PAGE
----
Here is one to restore your confidence and a feeling of safety. You wouldn’t drive without a seatbelt, would you? Especially when you’re driving on a bumpy road. That’s why I got annoyed at Martin Wolf of Financial Times. He got me so annoyed in fact that, despite my firm resolution not to comment on the markets’ performance, I am breaking my resolution.
Considered widely the most influential English language financial journalist, Wolf, who is a leading FT business commentator, screams in his headline that China faces ‘discontinuation’ in economic growth, a phenomenon familiar from other developing economies. He refers to something called total social financing, which in 2014 reached 194% of China’s GDP, and says that the International Monetary Fund predicts that ‘without reform China’s GDP will gradually slow down to 5%.’ He concludes with a startling revelation: China’s economic system may not be compatible with the Chinese political elites, ever more bent on centralising political power.
I could think of a worse time for springing such a downbeat assessment on us than a week after China’s black Monday. I could also think of a better time for Goldman Sachs to bring us new, less optimistic forecasts for China’s economy: 6.4% in 2016, 6.1% in 2017 and 5.8% in 2018 from the original 6.7%, 6.5% and 6.2% respectively. One is not exactly inspired either by Goldman’s forecast for the current year (2015), which is said to remain unchanged at 6.8%. Why should it be cause for concern? Because it’s a lot less than the 7.4% growth in 2014.
Still, I am annoyed with opinions saying that it is not entirely clear why investors are running scared. Is it the slow-down of China’s economy or perhaps the financial markets being taken off the drip by America’s FED which has hitherto pumped them full of cheap dollars (which may happen if the FED believes inflation is imminent)?
And at home? Do the fears centre on the outflow of capital from developing economies? And who is actually afraid? The two-year WIG20 shows a fall of more than 10% over the last 24 months. But mWIG40 tells a different story: a more than 15% rise over the same 24-month period. Despite wild fluctuations, there has been an uptick also in sWIG80, the index which tracks the performance of the smallest companies on the GPW (the Warsaw Stock Exchange): more than 2% in the past two years. It appears then that the fear has gripped mainly foreign investors who go into or pull out of developing markets in response to ever new global fears.
A glance at the złoty exchange rate and a similar story emerges: over the last two years the złoty first held firm against the euro, it then strengthened (from 20 January to nearly the end of April), only to start sliding on the wave of fears over developing countries’ economies. And since the slide started, at 3.98 to the euro on the Interbank market, it has now reached a level of 4.24 to the euro. Disaster? No. On 5 September 2013 one euro was trading at 4.27 złotys, and on 26 December 2014 at as much as 4.36 złotys. I am not concerned here with the dollar rate – it’s a question of the euro-dollar movement rather than the evaluation or valuation of the Polish economy.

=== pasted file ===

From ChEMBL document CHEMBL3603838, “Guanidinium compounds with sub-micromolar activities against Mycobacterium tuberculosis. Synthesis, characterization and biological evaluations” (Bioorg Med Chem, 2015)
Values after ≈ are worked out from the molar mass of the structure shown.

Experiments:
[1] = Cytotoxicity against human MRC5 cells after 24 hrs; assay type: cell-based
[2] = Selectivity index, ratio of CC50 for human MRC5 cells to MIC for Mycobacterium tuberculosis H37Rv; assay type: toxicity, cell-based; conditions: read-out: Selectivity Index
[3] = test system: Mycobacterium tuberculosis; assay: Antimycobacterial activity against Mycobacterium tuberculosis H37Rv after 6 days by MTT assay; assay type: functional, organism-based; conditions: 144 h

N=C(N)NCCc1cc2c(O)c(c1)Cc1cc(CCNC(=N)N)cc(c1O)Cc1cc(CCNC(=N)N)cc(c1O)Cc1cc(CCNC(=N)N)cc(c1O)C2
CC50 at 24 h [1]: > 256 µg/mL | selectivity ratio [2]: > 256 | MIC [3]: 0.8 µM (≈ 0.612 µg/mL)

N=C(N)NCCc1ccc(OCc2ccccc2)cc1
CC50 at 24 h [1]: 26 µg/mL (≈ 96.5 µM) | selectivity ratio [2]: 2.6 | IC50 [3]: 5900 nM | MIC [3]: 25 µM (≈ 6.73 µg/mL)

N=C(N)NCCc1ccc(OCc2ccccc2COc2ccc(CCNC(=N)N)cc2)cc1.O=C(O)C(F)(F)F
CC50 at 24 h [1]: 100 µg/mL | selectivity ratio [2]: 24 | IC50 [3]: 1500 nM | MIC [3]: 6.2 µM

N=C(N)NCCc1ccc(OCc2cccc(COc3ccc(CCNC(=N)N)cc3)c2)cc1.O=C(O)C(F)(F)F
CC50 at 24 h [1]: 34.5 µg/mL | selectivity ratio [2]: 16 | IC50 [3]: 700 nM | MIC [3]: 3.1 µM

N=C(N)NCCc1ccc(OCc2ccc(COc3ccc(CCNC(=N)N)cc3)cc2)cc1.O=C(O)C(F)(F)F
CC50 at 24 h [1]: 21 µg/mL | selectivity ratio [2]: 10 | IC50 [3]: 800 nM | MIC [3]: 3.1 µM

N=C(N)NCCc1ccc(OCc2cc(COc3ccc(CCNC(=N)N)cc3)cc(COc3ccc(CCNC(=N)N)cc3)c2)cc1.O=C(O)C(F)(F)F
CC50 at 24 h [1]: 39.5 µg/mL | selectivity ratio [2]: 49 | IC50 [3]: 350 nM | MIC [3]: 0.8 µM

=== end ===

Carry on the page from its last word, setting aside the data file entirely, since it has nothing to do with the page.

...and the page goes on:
What I am driving at? Well, if somebody got into a mountain cable car, they’d better fasten the seatbelts. It will help them to relax as they watch the car alternately rise and fall. Of course, not everyone invests in the value of companies for the long term (long is several years). Some investors are simply in for the gamble. Unfortunately, there are also those who put too much trust in the governments of different countries (I am not pointing my finger at anyone in the interests of maintaining good relationships). Even though they should exercise maximum caution, they succumb to the temptation of turning in a quick profit and risk too much, at the expense of their life savings or the security of their personal assets. It is those investors that suffer most on days like China’s black Monday. I feel for them deeply. Apart from this, nothing is happening, in my view. Just a correction. Only a bit more painful this time.
It’s another question altogether how to prepare for what is still ahead of us. That we are in for a rough ride is beyond doubt. It would appear that the entire economies, not just markets, are going through faster economic cycles and, unfortunately (or perhaps fortunately?) the shock waves come at varying frequencies (whether in the US, Europe, South America or Asia). So, how to withstand them? My answer: bring in an iron investor discipline:
- Set a figure for how much you want to earn on a particular investment instrument.
- Have you made your profit? Monetize (or cash in your investment, in financial slang), that is sell! Don’t make bets on when the next investment bubble will burst.
- Have you lost? Sell! Don’t wait until you’ve lost more.
That’s all and that’s enough. Emotions – switch off. Thinking – switch on.
That is also why I am so surprised at the media’s reaction and at the FT’s and Martin Wolf’s in particular.
A typical western investor’s approach is also evident in this CNBC.com article:
To calm down, you may want to look at the graphs on Onet, Wirtualna Polska, Interia or any other internet information service. Just be sure that, as in the example below, you look at a period of two years, or else you’ll miss the bigger picture: